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Spotlight: A Closer Look at the Social Voter

Harry Rollason
By Harry Rollason on May 11, 2016 10:40:17 AM


Mike Schneider, Conversocial's VP of Growth and Tamar Frumkin, Brand & Content Marketing Manager sat down to discuss how the race for the presidency in 2016 is largely being shaped by candidate's engagement on Social Media. By building strong brands, responding to their audience and rallying their advocates, politicians are able to make a strong impact on the Social generation of voters. Read on for the transcript, or watch the video below. 

Check out our infographic with Synthesio, reviewing the impact of each candidate on Social Media. 


Tamar: New York voted on Tuesday, and I think it's very interesting to take a look at how social media has played a huge part in this election cycle. I mean, we've seen it in the past two cycles as well, but I think nothing compares to the show that we're seeing in 2016.


Mike: Absolutely. Obama made major steps in 2008 with actually running a digital first campaign. Even still, eight years later, we're not seeing that fundamentally different of a strategy. No one is #SocialFirst. No one is actually engaging actively with the folks that are out there.


Tamar: I would say it comes in degrees. So for example, what's something that Bernie's doing very well? We all have some Bernie Sanders's friends on our feeds. They are definitely the most active and outspoken. He knows how to activate his trolls.


Mike: He does.


Tamar: That's pretty powerful. That's showing that he's able to gather somewhat of brand sentiment around his messages. Hillary, I have to say, I see her show up and do Facebook Q and As, and perhaps, she's not constantly responding to everything. However, I also saw her answer some really difficult questions on Facebook.


Mike: It's still sort of saying having a Facebook Q and A as your main form of engagement is just missing the point. I think, if there are voters out there on Twitter, on any public channel who are asserting things, asking questions, very specific things where it's the polling booth, and no one's really getting back to them. If you do a search on Twitter and stuff, you will see tons and tons and tons of folks in that situation. Effectively, Q and A is saying, "Okay, come to me. I'll answer your questions on my turf," which is really how customer care is built for however many decades because social's owned by the customer, owned by the voter in this case. To not meet them where they are and stuff, they're really into such a small-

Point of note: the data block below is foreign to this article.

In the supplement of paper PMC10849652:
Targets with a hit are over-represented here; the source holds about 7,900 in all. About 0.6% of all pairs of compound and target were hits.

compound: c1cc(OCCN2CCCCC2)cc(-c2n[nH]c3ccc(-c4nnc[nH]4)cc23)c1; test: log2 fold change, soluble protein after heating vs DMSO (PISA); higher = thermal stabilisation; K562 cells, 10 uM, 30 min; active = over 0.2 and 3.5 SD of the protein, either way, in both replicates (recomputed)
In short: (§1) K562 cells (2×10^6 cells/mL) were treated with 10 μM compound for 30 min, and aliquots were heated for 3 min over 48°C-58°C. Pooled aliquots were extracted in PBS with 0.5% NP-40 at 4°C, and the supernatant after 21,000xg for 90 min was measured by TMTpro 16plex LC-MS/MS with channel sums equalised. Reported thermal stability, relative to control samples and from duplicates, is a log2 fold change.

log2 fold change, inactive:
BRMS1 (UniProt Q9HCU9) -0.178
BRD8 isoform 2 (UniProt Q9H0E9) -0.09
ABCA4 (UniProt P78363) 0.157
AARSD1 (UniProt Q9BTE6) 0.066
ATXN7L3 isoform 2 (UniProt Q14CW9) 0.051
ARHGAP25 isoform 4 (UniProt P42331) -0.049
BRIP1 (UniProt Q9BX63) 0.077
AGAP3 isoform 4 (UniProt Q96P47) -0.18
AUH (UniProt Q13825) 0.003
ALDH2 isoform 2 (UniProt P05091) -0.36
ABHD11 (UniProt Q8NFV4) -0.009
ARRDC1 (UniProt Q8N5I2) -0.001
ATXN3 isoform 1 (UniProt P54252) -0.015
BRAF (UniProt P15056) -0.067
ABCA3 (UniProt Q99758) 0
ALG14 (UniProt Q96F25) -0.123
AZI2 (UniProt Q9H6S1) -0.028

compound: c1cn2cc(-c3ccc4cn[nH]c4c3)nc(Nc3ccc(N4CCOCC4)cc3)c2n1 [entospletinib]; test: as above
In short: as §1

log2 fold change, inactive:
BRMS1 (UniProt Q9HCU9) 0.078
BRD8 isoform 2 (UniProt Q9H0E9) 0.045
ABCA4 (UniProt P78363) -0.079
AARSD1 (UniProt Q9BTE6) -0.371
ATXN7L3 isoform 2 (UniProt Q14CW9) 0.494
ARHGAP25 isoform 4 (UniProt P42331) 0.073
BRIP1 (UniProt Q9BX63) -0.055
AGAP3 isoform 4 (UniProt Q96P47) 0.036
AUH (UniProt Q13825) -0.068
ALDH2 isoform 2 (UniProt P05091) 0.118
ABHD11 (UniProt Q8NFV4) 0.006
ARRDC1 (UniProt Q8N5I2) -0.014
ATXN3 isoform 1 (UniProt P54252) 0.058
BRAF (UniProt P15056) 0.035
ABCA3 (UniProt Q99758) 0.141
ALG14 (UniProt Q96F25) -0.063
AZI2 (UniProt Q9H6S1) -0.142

Tamar: You would recommend that a lot of ... Because, as we all know, they're still spending ... I won't say which candidate, but there's one that I like, and I'm on such an aggressive nurture email track. It's like, "Listen, I love you, but you email more than my mother. It's a little too much." I think it's interesting what you're saying that a lot of that money that is being spent on these more legacy channels of engagement can be better used.


Mike: Definitely.


Tamar: Perhaps bringing your crowds together, bringing your people together to spread the information, and also, if you're looking proactively for people that are having the right conversation, you're not just trolling, which is what we all feel on our Facebook walls right now in the middle of election season. Donald Trump, on the other side, he might not put his messages together quite as eloquently as Bernie does; however, he understands the value of social as far as being much more disruptive in creating a viral aspect to your messaging. I think social's also having an impact in how they're even approaching their campaigns.


Mike: The notion of being able to just change the news cycle with a single Tweet is just such a game-changer. Of course, if you really are in the need to try to, really need to practically get in front of folks, then they don't care at all.


Tamar: "The New York Times" estimated that Donald Trump had gotten over, and this is like a couple months ago, God knows now, over two billion dollars worth of free media coverage. This all comes from Tweeting things that are pretty aggressive and disruptive. Saying things that are not necessarily politically correct, but he's, in essence, just owning media through these tactics. What would be your steps? Let's say that today you were made the head of the campaign for Donald Trump. I'm just going to really challenge you right now. What would be your three first steps for becoming social first, to make Donald Trump social first? Action.


Mike: Number one was really ensuring that the campaign is getting what they need out of social, regardless of his own personal appeal. Number two, learn more about the audience that's out there, so he wants to be consistent across all of them, but Instagram is very grassroots, which is great. If they do really want to use Twitter as this unique and channel and stuff, finding a way to balance all of it. Each of the candidates is only as good as their least human channel.


Tamar: That's a very, very good point. Only as good as your least human channel.


Mike: Right.


Tamar: I think that's the takeaway.

Learn more about the Social Voter here. 

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